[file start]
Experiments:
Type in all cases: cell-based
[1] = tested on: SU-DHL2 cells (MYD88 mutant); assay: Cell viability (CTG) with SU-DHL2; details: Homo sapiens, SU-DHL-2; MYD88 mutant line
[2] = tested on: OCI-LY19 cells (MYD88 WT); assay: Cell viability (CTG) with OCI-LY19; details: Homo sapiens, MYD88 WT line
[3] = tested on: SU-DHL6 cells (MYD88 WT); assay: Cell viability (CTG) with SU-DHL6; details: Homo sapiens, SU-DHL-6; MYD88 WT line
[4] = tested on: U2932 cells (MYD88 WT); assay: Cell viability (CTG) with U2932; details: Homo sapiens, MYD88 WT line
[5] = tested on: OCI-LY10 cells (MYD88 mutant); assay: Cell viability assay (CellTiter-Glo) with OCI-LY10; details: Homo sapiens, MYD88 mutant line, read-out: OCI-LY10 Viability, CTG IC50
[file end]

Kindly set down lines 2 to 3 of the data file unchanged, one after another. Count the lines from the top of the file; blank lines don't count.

Type in all cases: cell-based
[1] = tested on: SU-DHL2 cells (MYD88 mutant); assay: Cell viability (CTG) with SU-DHL2; details: Homo sapiens, SU-DHL-2; MYD88 mutant line